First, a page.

By Rob Harbison on Nonviolent Conflict

July 28, 2014

Since the 1980s, Cambodia has lost 84 percent of its primary forests and the remote Cardamom mountains are the country’s last great treasure. Indigenous people and eco-activists are now protesting a grandiose dam project proposed by the government. A protest camp hurriedly set up in March to stop Chinese dam builders from starting construction has been successful at repelling them on several occasions, and the effort is attracting youth groups and monks. Building of another dam has been carried out in secrecy at a high security Chinese compound off limits to most Cambodians and foreigners.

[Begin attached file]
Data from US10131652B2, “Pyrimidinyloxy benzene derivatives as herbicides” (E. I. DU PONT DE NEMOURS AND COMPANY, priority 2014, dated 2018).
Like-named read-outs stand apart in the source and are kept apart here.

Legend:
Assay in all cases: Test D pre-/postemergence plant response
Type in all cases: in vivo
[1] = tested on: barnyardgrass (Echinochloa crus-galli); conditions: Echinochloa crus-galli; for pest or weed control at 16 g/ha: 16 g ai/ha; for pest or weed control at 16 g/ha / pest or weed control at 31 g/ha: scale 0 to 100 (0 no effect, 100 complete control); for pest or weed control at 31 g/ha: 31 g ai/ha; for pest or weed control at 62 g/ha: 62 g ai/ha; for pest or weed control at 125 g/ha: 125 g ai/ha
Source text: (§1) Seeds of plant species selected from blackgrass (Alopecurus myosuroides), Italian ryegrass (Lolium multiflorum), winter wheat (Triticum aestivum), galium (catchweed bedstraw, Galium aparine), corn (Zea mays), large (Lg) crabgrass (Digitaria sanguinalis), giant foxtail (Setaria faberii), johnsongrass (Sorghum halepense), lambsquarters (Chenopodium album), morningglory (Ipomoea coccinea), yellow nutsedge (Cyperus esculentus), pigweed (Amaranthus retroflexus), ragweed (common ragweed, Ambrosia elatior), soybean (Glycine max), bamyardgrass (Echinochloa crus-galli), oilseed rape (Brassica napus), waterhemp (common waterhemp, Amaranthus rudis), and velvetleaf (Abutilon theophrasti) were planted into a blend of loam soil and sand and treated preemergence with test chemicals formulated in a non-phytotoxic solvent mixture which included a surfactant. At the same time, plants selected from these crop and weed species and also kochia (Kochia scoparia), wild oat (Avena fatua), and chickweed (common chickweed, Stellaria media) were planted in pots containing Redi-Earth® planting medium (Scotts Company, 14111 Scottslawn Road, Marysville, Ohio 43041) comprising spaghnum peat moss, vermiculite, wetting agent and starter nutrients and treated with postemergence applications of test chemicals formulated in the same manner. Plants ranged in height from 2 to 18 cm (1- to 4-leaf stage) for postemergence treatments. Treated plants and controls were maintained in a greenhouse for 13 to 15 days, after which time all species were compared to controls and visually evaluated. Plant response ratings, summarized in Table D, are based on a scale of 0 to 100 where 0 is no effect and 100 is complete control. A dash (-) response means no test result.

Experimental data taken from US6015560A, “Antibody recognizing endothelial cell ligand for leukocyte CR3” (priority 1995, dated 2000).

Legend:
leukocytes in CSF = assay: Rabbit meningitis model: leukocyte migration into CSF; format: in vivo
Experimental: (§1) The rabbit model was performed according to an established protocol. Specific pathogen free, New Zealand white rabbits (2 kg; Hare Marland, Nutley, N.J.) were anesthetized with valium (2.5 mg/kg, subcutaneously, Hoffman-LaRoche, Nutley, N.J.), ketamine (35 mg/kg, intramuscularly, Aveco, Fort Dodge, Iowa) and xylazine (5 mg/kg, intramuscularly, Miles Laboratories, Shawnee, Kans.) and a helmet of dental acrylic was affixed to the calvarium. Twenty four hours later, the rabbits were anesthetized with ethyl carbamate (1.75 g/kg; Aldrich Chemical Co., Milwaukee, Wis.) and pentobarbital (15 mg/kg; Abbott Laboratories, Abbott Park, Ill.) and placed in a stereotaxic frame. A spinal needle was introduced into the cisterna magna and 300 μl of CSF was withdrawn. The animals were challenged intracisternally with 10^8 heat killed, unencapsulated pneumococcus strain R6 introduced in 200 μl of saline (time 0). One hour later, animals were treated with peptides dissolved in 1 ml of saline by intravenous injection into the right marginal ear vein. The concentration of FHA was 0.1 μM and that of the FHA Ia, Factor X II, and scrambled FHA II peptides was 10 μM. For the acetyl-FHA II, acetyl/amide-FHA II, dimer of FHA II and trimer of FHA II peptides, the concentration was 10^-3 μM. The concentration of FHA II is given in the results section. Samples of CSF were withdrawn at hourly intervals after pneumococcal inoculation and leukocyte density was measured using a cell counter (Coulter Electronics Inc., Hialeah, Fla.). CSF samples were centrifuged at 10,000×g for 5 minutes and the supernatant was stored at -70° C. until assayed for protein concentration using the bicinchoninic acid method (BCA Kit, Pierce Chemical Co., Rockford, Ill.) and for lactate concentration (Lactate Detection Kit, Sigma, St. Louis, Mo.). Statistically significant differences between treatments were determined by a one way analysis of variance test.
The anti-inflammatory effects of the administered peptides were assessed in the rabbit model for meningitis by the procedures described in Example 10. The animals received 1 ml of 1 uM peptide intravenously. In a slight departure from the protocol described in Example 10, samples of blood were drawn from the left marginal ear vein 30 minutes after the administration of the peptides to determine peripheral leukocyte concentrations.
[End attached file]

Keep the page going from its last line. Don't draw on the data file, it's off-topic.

“Many forests are destroyed in Cambodia – Areng is the last of our great forest areas”, says Sothea Khmer a women’s activist from Phnom Penh, explaining why she is here at the road blockade protest camp:

“We want to stop the Chinese company here. We don’t want them to bring their machinery here to cut the trees, build a dam or dig mines in the Areng valley. The commitment from youth and monks joining us is that they have to stop the company. So they will dedicate their lives here.”

Read the rest of the article here.